PARIS—This morning we woke up early because of jet lag and had an adventure trying to find a place for breakfast.
The French apparently don’t break their fast until closer to noon. Ergo, finding a place to eat a hearty, hot breakfast was difficult.
We, however, got lucky as we were fortunate enough to come across a café a few blocks from our hotel, in the Latin Quarter that serves a traditional English breakfast.
As we enjoyed an assortment of eggs, ham, croissant with jam, yogurt, cappuccinos, and orange juice, we noticed that we ate more than all of the Parisians in the café combined (their breakfasts consisted of a croissant and black coffee.)
After we were satisfied, we headed off for an exploratory walk through Paris. We crossed the Pont Neuf bridge and walked west past the world’s longest building, the Louvre. To our left, the river Seine, Paris’ beautiful and historic river with various tourist boat shuttles passing by.
We entered the Jardin de Tuileries, the Louvre’s garden park, which was filled with tourists. Huge Greek and Renaissance sculptures are carefully placed around manicured trees, gardens, and bushes.
We sat around a large fountain basking in the sun and resting our feet, watching the ducks and admiring the symmetrical layout of the Louvre pointing in a directly to the Arc de Triomphe.
I’ve always been very impressed with this city’s layout and architecture. It’s very warm and welcoming, unlike the straight edge tall building layout of Manhattan. Here, there’s a sense of relaxation, grace, and sophistication.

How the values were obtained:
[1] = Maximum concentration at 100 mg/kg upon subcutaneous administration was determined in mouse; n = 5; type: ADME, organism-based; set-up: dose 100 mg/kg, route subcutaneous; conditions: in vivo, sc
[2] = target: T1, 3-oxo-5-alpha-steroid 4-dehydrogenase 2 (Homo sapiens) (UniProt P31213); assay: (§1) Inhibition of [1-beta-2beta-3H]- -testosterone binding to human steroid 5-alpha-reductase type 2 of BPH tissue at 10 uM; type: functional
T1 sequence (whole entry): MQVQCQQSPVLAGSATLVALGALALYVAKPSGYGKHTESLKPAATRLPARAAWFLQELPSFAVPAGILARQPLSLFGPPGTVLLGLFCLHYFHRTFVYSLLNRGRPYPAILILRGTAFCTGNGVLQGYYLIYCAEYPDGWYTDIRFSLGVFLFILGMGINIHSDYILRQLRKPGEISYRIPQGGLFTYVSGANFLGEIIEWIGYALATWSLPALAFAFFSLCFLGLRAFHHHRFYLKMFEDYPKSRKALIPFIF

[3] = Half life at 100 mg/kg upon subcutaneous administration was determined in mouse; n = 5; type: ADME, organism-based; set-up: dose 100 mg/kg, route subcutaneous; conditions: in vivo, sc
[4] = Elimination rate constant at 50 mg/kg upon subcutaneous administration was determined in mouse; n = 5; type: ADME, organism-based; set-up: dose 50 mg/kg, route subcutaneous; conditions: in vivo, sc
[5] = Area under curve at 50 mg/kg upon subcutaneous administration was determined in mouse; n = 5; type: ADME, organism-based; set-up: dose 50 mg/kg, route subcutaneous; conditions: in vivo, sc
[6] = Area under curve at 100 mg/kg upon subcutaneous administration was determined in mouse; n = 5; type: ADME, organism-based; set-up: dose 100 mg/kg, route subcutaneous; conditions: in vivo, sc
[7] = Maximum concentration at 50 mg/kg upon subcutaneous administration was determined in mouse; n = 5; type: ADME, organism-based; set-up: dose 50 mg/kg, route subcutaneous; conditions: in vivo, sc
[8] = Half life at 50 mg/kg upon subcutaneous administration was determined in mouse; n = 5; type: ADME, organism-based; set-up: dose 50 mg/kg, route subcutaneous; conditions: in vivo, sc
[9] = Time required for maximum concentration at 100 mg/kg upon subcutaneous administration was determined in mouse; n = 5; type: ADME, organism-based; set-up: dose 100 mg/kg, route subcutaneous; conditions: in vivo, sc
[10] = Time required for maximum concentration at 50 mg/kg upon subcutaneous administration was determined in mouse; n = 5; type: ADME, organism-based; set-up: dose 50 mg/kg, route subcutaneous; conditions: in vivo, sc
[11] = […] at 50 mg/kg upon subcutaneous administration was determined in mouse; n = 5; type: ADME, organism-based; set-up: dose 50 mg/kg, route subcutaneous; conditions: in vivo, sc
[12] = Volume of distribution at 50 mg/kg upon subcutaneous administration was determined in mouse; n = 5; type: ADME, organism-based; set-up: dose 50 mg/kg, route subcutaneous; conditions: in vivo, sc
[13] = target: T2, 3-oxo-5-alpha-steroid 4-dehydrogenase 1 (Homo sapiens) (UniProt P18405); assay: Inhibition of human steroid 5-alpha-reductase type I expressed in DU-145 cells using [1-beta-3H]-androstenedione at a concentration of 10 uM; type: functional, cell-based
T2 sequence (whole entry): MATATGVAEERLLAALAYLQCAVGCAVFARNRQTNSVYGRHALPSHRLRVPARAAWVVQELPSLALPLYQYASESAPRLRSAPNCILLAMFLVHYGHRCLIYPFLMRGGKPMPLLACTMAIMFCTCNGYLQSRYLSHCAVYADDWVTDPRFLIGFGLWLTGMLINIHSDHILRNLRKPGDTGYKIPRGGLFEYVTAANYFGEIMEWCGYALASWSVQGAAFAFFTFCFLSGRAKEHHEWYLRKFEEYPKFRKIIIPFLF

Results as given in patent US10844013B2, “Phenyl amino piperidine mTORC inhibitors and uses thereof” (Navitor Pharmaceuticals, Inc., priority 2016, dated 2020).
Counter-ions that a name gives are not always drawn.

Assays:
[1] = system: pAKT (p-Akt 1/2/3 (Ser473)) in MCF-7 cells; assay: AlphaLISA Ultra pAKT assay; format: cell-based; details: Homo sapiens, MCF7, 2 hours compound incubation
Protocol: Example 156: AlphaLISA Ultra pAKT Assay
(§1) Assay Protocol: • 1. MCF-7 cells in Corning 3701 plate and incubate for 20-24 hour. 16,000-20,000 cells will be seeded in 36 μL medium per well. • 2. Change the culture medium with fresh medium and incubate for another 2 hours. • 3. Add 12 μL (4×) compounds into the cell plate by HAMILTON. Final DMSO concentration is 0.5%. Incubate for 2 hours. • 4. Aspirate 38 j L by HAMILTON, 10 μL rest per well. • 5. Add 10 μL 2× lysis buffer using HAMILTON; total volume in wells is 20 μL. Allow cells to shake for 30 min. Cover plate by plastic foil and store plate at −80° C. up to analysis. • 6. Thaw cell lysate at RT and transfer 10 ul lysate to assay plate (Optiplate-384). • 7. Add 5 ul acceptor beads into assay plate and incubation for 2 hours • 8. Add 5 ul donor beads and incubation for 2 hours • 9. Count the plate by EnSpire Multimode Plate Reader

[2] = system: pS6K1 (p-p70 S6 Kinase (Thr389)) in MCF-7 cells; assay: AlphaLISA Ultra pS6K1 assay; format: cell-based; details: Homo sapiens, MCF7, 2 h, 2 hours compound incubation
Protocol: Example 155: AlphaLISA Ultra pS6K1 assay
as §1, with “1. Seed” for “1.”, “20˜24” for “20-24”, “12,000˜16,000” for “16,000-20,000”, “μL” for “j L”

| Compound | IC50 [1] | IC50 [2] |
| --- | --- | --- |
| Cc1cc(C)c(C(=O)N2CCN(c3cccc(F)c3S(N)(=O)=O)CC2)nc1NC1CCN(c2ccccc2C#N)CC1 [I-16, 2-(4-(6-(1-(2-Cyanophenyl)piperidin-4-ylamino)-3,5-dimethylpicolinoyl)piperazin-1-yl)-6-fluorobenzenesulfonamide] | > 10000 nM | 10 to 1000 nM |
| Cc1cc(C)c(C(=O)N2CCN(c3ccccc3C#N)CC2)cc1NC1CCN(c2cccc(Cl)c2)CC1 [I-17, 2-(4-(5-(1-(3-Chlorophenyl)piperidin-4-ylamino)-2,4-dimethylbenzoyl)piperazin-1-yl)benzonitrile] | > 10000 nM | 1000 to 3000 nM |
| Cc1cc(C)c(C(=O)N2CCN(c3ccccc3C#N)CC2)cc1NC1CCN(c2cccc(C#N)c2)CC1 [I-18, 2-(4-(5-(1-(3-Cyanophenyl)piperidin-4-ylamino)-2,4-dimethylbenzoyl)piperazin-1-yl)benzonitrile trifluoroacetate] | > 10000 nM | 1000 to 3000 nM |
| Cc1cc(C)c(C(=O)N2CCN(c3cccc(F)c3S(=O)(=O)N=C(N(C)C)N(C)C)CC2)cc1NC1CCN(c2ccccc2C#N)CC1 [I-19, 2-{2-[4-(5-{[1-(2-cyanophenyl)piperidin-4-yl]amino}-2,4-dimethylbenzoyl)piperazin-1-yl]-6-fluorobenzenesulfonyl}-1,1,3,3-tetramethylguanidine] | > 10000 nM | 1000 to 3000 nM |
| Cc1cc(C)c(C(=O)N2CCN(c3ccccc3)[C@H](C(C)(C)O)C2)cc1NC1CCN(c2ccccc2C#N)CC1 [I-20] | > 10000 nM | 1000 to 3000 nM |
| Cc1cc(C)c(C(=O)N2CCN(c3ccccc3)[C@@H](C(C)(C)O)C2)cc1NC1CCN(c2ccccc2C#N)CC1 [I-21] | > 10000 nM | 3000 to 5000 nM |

We headed west to the end of the park with huge golden and black gates to the famous Hotel De Crillon located in Place de La Concorde.
Right outside the hotel rests the most beautiful fountain I’ve ever seen—Hittorf’s fountain—a structure with a sculpture of Poseidon, nymphs, cherubs, and goddesses. The fountain is resplendent in gold, black, and green.
Next to it is a strangely placed Egyptian Obelisk and a view of the famous Eiffel tower.
Parting ways with the fountain, we traversed onto Rue de Faubourg Saint-Honore, Paris’ chic, avant garde, high-class shopping street.
We stopped into Chanel to check out some bags as well as Christian Louboutin, where highly desired heels (10-14cm) are costlier than TVs. This is, after all, where haute couture was born!
Onward we marched, onto the Champs-Elysees, which is reminiscent of New York’s Times Square in its touristy appeal. The majestic Arc de Triomphe was awe-inspiring, sitting in the largest traffic circle in Paris.
We boarded the Metro, the efficient and clean subway system of Paris, and headed towards Pyramides, to check out a recommended Italian restaurant, Fuxia.
Unfortunately, the kitchen was closed, so we resorted to one of our all-time favorites—roast duck at Mirama, a Chinese restaurant in the Latin Quarter.
The duck here tastes unlike duck that I’ve had anywhere else—it is leaner and surprisingly more flavorful than duck back in the States. We also ordered the delicious, crispy and sweet Pekingese pork ribs. Finger-licking good! A perfect way to end our first full day in Paris.